[Edit] Thanks Moosh - I hadn't noticed that the BBCode box was ticked. That seems to have sorted out the problem now.


Last edited by brunel on Tue Feb 02, 2010 2:58 pm; edited 1 time in total

 
Moosh
665328.  Tue Feb 02, 2010 1:46 pm Reply with quote

brunel wrote:
crissdee wrote:
brunel wrote:
......around 10.5 on the Mw scale, which would require every single fault on Earth to rupture at the same time.



And that would be bad, right?


P.S. On an additional note, why is it that when I try to quote multiple comments, it never works properly - can somebody tell me why?

I have no idea. Unless you have disabled BBCode in your posts. Seems to work fine when I quote your post.

 
brunel
666598.  Thu Feb 04, 2010 4:25 pm Reply with quote

Hmm, since nobody evidently has tried answering my questions, I might as well put up the answers.
Firstly, the least seismically active country is said to be Ireland, where there is so little seismic action that it is effectively considered inactive by seismologists.
As for whether there can be earthquakes with negative values on the MMS scale, the answer is yes. Due to the fact that the MMS scale is logarithmic, you could theoretically have values extending to minus infinity.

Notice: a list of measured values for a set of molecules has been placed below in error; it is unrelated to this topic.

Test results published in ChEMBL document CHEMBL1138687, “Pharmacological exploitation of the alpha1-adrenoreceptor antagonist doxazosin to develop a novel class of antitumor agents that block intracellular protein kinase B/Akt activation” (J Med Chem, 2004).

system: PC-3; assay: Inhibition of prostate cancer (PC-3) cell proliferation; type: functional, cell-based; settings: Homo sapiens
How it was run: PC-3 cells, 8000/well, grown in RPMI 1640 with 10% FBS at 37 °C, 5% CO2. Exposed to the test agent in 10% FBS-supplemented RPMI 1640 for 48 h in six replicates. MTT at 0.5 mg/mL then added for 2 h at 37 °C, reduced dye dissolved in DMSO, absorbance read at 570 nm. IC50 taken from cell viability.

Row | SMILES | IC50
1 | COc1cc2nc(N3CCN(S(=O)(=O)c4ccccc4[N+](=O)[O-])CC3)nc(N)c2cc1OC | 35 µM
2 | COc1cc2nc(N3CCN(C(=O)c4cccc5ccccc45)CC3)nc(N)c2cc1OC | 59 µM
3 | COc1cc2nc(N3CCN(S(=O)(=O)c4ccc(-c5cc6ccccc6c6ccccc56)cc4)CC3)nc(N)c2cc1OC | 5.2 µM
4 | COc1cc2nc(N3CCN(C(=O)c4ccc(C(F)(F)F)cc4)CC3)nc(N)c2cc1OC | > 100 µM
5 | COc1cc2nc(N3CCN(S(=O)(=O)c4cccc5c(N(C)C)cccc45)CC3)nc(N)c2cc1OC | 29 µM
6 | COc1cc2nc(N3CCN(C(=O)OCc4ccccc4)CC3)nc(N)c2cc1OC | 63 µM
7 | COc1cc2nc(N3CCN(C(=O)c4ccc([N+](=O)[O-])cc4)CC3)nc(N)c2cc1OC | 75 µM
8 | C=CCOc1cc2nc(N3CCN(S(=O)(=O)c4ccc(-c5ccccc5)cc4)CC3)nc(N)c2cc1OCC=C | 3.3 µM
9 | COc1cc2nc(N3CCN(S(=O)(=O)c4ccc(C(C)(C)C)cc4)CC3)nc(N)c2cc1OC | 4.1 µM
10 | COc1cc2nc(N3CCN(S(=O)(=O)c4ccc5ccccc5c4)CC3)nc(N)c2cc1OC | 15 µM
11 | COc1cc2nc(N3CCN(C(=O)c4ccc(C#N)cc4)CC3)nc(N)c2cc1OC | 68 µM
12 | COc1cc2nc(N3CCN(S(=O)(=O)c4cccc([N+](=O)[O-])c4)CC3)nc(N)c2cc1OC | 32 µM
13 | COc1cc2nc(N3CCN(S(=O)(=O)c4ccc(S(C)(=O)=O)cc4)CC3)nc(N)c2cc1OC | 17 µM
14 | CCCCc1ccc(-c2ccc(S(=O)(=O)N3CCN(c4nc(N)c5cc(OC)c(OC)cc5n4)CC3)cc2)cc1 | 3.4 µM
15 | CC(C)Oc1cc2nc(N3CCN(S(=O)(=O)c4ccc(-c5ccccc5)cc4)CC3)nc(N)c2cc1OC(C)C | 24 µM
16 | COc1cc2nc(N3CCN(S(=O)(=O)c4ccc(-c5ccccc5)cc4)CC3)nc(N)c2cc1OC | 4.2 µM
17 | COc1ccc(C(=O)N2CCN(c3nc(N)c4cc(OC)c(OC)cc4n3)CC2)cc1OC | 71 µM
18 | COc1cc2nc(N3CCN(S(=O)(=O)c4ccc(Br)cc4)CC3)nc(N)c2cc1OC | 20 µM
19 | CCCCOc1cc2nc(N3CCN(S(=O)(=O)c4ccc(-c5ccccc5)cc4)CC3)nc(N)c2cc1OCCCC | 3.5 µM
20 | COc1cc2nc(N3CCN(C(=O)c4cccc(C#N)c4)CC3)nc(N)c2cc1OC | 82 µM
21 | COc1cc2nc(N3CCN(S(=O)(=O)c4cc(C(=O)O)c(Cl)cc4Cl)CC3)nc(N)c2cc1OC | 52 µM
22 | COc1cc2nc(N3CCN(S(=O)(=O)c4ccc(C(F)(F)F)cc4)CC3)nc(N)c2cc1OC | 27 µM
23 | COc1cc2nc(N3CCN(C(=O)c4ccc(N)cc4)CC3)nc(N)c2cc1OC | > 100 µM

In practise, however, most engineers wouldn't bother with anything below Mw = 4.5 (which, based on empirical data, is when structural damage would start to occur for buildings designed without seismic activity taken into account). Meanwhile, the limit for human perception is usually Mw = 3.0, which is about the same as what you'd feel if you were standing by the side of the road, and a heavily laden truck went past you.

On another note, here is an alternative question - recently, legal proceeding have started against Markus Häring, started by Basle local government officials, for causing an earthquake.
The question is how and why did he cause an earthquake?

 
thedrew
666630.  Thu Feb 04, 2010 5:28 pm Reply with quote

The press still speak in Richter Scale "equivalents." The Scale doesn't have an upper limit, but for social purposes "10.0" is used in reference to the supposed "Big One" that is to occur on the San Andreas Fault any minute now. As the scale is no longer used outside of the press, and nothing above 10.0 has ever been recorded on that scale, one may as well consider 10.0 as the upper limit.

 
brunel
666763.  Fri Feb 05, 2010 6:20 am Reply with quote

thedrew wrote: